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As Oprah Winfrey talks about menopause, 7 tips to help women through the life change
Oprah Winfrey has spoken about the perimenopausal symptoms she experienced (Alamy/PA)
Legendary talk show host Oprah Winfrey has opened up about her experiences with menopause.
“I started at 48 with heart palpitations and I went from doctor to doctor, literally five different doctors,” Winfrey said in a panel conversation called The Menopause Talk.
“At one point, a female doctor had given me an angiogram and put me on heart medication, and had never once mentioned that this could be menopause or perimenopausal.
“And I just happened to be in the office one day and opened a book and saw palpitations, heart palpitations – symptoms of perimenopause.”
Winfrey, 69, described feeling “whatever” and how she “couldn’t concentrate reading, which is my favourite thing” – but everything changed when she first started taking oestrogen, and she felt like “the sky is bluer”.
Winfrey is the latest in a line of celebrities opening up about their experiences with menopause – just last week, fellow chat show host Drew Barrymore spoke about having her first perimenopausal hot flashes while live on TV – helping to break the taboo and boost education around women’s health.
Specialist menopause nurse Kathy Abernethy shared her tips on how to survive and thrive during the menopause…
Consider kicking unhealthy habits like smoking, drinking too much and eating unhealthy foods, and get your body moving on a regular basis – exercise releases endorphins and helps build strength.
2. Talk about it
Ask women around you about their experiences and how they managed symptoms, and talk to those close to you, like your partner, friends, children or even colleagues. Menopause doesn’t need to be a taboo and the more we can normalise the conversation together, the easier the experience is for everyone.
3. Know your options
Choosing a treatment to support you through the menopause is a personal decision – what suits one woman might not suit another, because everyone’s experience is different. Not all women need medical treatment and some prefer to take a natural or hormone-free approach. Women with more severe symptoms may wish to speak to their doctor about hormone replacement therapy (HRT).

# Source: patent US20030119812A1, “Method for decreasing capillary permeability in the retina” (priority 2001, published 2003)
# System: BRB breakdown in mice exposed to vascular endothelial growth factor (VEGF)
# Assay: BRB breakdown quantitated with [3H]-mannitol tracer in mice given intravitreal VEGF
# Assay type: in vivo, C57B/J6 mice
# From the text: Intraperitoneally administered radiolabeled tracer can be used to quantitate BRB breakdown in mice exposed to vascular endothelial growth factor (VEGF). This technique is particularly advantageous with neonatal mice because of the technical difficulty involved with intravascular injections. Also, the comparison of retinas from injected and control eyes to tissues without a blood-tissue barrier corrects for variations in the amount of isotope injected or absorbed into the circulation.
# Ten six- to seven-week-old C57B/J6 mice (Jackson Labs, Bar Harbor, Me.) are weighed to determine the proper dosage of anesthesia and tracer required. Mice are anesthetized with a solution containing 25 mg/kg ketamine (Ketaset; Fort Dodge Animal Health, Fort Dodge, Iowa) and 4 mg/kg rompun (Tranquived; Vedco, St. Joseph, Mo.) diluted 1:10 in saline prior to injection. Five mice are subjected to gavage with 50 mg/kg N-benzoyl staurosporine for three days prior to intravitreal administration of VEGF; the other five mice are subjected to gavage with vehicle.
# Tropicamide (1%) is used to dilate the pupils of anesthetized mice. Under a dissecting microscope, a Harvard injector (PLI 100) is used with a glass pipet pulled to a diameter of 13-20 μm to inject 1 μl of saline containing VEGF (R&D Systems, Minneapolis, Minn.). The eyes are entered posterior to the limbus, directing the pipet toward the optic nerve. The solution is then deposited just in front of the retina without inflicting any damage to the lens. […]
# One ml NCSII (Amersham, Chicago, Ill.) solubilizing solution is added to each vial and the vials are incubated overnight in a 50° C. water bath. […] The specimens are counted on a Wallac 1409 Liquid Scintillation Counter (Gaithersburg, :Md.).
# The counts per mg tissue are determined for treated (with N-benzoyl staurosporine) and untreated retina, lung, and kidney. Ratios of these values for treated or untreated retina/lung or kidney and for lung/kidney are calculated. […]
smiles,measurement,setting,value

4. Take time for yourself
Check in with how you’re feeling and prioritise self-care. Try relaxation and meditation techniques, yoga, reading or simple pleasures, like going for a walk or painting your nails. Explore ways to express yourself – whether that’s a new hobby or rekindling an old one, and make sure you maximise the benefits of this life stage.
5. Tackle a hot flush
Wear natural fibres and loose layers that can easily be removed, but avoid high necks and close-fitting clothes. If you wear a uniform at work and it becomes uncomfortable, speak to your HR department to see if they can provide something more comfortable. Give yourself plenty of time when travelling to places or between locations to avoid rushing and stress, and keep a cooling spray handy for those moments when the feeling of intense heat takes over.
6. Don’t give up on intimacy
During the menopause, sex can sometimes feel painful, especially if you’re experiencing vaginal dryness. There are lots of products available to help with this and if you’re worried, speak to your doctor or nurse. Talk to your partner and try to be as honest as possible – by having an open conversation, you can find ways to improve your sex life together. A natural lubricant may help you feel more comfortable and relaxed, and you can also try a natural vaginal moisturiser two to three times a week to improve vaginal pH balance.
7. Prioritise food that makes you feel good
Drink plenty of water and focus on a balanced diet – plenty of vegetables, good protein and healthy fats will help you to have the energy you need. Avoid or reduce food and drinks that could trigger symptoms like hot flushes and insomnia, such as caffeine, spicy foods, alcohol and large quantities of sugar and salt.